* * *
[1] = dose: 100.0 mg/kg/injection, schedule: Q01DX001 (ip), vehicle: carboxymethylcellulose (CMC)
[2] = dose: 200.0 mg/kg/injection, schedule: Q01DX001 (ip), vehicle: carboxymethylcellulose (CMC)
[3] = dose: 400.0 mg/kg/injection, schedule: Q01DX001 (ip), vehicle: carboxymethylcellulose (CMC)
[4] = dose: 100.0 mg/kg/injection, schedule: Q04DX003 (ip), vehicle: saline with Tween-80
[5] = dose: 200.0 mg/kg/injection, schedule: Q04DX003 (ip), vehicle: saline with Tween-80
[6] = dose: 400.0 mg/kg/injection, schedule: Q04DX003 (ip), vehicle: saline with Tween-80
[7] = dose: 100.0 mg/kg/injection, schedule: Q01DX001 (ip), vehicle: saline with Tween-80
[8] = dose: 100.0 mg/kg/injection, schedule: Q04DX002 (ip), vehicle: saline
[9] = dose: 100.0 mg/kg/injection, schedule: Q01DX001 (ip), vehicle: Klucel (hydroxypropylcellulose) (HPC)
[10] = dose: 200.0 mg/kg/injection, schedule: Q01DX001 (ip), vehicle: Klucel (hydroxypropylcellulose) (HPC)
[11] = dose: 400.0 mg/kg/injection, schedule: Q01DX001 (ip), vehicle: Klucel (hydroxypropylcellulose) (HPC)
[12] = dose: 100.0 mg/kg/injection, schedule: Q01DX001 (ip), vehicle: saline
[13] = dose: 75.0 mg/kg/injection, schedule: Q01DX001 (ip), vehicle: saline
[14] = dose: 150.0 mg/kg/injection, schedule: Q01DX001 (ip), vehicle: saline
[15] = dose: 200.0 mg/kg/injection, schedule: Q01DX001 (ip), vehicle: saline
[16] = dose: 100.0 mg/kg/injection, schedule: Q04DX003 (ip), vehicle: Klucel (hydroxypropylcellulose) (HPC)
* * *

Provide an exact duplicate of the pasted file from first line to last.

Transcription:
[1] = dose: 100.0 mg/kg/injection, schedule: Q01DX001 (ip), vehicle: carboxymethylcellulose (CMC)
[2] = dose: 200.0 mg/kg/injection, schedule: Q01DX001 (ip), vehicle: carboxymethylcellulose (CMC)
[3] = dose: 400.0 mg/kg/injection, schedule: Q01DX001 (ip), vehicle: carboxymethylcellulose (CMC)
[4] = dose: 100.0 mg/kg/injection, schedule: Q04DX003 (ip), vehicle: saline with Tween-80
[5] = dose: 200.0 mg/kg/injection, schedule: Q04DX003 (ip), vehicle: saline with Tween-80
[6] = dose: 400.0 mg/kg/injection, schedule: Q04DX003 (ip), vehicle: saline with Tween-80
[7] = dose: 100.0 mg/kg/injection, schedule: Q01DX001 (ip), vehicle: saline with Tween-80
[8] = dose: 100.0 mg/kg/injection, schedule: Q04DX002 (ip), vehicle: saline
[9] = dose: 100.0 mg/kg/injection, schedule: Q01DX001 (ip), vehicle: Klucel (hydroxypropylcellulose) (HPC)
[10] = dose: 200.0 mg/kg/injection, schedule: Q01DX001 (ip), vehicle: Klucel (hydroxypropylcellulose) (HPC)
[11] = dose: 400.0 mg/kg/injection, schedule: Q01DX001 (ip), vehicle: Klucel (hydroxypropylcellulose) (HPC)
[12] = dose: 100.0 mg/kg/injection, schedule: Q01DX001 (ip), vehicle: saline
[13] = dose: 75.0 mg/kg/injection, schedule: Q01DX001 (ip), vehicle: saline
[14] = dose: 150.0 mg/kg/injection, schedule: Q01DX001 (ip), vehicle: saline
[15] = dose: 200.0 mg/kg/injection, schedule: Q01DX001 (ip), vehicle: saline
[16] = dose: 100.0 mg/kg/injection, schedule: Q04DX003 (ip), vehicle: Klucel (hydroxypropylcellulose) (HPC)